The first day of September marks the month-early start of the 2019-2020 Bush Fire Danger Period in the local region, after numerous escaped burns in bone-dry conditions - including a 22 hectare blaze on the outskirts of Mudgee on Saturday.
Aircraft were required to support the fight, approximately 5-6 kilometres from Mudgee in the area of Black Springs Road and Ulan Road near Huntington Estate winery, due to limited access within the vineyards.
"It was attended by multiple RFS units from across the district, as well as Fire and Rescue NSW Mudgee and Gulgong, and was started by an escaped private landholder burn and fanned by the strong winds we had blow through town on Saturday," Inspector Troy Gersback, of the Cudgegong RFS District, said.
"The initial call came through just before 11.30am and we had crews out there until about midnight to mop up and patrol, as well as Sunday and Monday. We had a fixed-wing aircraft in to help ground crews contain the fire."
Huntington Estate owner, Nicky Stevens, commended the work of the firefighters particularly because they're volunteers. And added that the incident needs to be a "wake-up call".
"Immense gratitude to the RFS, they give up their family time and their work time to put themselves into dangerous situations to help save the community - they are amazing people, they're volunteering on the weekend then showing up to work on Monday morning.
"The sacrifice they make is extraordinary and they are heroes. We're so grateful for them because they saved our winery.
"This has to be a wake-up call for the whole community to get serious plans in place, because it's only August. We need to act, we need to reduce hazards everywhere and think very hard before we burn anything."
We are suspending permits straight off the bat from the first of September. The reasons for doing this are the ongoing dry conditions and the declining availability of water.Superintendent Troy Porter, of the NSW RFS Cudgegong District
Resident Jess Wade, whose family property 'Abercorn' was extensively damaged, said it was frightening to watch.
"It feels heartbreaking to see it like this. It's just black everywhere. It was scary. But more the fear of seeing your child and family in panic trying to save animals and flee," she said. "It could've turned out so much worse but quick response from firefighters and their great efforts was fantastic and [I] can't thank them enough."
Inspector Gersback added that local volunteers were out again next day, responding to more fires.
"It was the same thing, private landholder burns that escaped, and again we had crews from right across the district from Cooyal, towards Gulgong, and all the way down to Clandulla. We didn't see any escalation to the size of Saturday's, due to the quick actions of firefighters on the ground," he said.
Another early start to season
The statutory Bush Fire Danger Period normally starts on October 1 and continues through the following March 31, however, the Cudgegong District [covering the Mid-Western Regional Council area] will continue the recent pattern of starting the season a month early.
"Our volunteers have already fought a number of grass fires in recent weeks, including a good many where bone dry vegetation and gusty winds contributed to the escape of landholder burns," Superintendent Troy Porter, of the Cudgegong District, said.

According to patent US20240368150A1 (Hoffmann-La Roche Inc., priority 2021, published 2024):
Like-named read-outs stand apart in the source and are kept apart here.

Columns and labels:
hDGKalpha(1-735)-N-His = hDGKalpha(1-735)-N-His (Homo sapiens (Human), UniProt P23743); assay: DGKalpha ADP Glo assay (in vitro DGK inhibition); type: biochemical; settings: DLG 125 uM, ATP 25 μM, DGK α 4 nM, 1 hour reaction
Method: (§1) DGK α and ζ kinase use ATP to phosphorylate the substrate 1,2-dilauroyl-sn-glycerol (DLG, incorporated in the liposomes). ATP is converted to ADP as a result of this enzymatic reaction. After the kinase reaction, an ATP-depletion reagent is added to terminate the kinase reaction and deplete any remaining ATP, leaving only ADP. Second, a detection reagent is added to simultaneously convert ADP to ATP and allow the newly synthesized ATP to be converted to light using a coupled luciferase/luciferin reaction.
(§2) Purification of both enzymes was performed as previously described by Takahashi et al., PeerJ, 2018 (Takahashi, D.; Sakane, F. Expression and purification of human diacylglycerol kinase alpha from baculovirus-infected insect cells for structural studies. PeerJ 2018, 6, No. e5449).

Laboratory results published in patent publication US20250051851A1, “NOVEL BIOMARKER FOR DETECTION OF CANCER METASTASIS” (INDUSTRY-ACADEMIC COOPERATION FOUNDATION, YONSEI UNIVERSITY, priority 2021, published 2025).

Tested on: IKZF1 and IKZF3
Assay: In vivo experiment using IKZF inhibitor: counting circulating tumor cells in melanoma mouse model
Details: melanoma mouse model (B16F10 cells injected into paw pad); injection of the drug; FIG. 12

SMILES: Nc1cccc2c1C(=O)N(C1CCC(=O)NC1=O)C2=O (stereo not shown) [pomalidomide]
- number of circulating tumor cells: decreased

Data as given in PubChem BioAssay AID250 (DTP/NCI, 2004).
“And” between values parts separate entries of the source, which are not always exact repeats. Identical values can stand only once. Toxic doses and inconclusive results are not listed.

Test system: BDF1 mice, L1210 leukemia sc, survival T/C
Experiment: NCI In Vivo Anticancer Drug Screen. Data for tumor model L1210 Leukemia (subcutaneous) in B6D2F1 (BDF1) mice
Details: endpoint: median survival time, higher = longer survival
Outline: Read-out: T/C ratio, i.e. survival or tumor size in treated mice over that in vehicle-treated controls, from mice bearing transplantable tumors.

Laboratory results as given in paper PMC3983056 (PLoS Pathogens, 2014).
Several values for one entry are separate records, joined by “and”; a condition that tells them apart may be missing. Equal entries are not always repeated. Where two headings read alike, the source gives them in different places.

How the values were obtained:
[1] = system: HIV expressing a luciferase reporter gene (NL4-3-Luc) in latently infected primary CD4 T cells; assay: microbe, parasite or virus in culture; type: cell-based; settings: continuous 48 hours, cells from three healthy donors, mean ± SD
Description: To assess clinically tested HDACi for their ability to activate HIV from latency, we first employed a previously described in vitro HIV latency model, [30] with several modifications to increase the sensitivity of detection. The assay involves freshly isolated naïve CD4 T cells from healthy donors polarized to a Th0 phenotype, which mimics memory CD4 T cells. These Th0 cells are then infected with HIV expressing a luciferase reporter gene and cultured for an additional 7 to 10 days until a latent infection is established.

"Paddocks across our region are so dry that the blustery winds send clouds of dust billowing across the landscape. As the days get hotter and the dry weather continues, we will see an increased bush fire risk."
He also urged residents to review or create bush fire survival plans for their family's survival and remove flammable materials from their yards, clean out gutters and to make sure hoses can reach around the house.
"Residents should also check daily for the district's Fire Danger Rating, and especially to take precautions when the day's rating is Severe or above," he said.
Fire permits suspended until further notice
Normally anyone wishing to light a fire during the Bush Fire Danger Period can get a free fire permit issued by the NSW RFS, however, the Cudgegong District's senior management team has taken the unusual step of suspending virtually all issuance until further notice once the Danger Period starts - due to the impact of the ongoing dry conditions.
"We are suspending permits straight off the bat from the first of September," Superintendent Troy Porter, of NSW RFS Cudgegong District, said.
"The reasons for doing this are the ongoing dry conditions and the declining availability of water. We don't make this decision like this lightly, but in consultation with National Parks and Forestry Corporation of NSW, it was agreed that this was best for the community as we move into another long, hot season."
An exception to the suspension of permits will be the issuance of a Special Fire Permit developed by the NSW RFS to help farmers forced to destroy stock or deal with deceased livestock due to the ongoing drought. In many cases, burning deceased livestock may be the most appropriate method of prompt disposal to ensure the ongoing safety of remaining stock and alleviate public health risks.
Looking at the potential weather outlook from now to November, the Bureau of Meteorology said the local region could have a 65 per cent chance being drier than average and an 80 per cent chance of being hotter than average. And a similar pattern of warmer and drier Spring weather than usual was likely across most of the nation.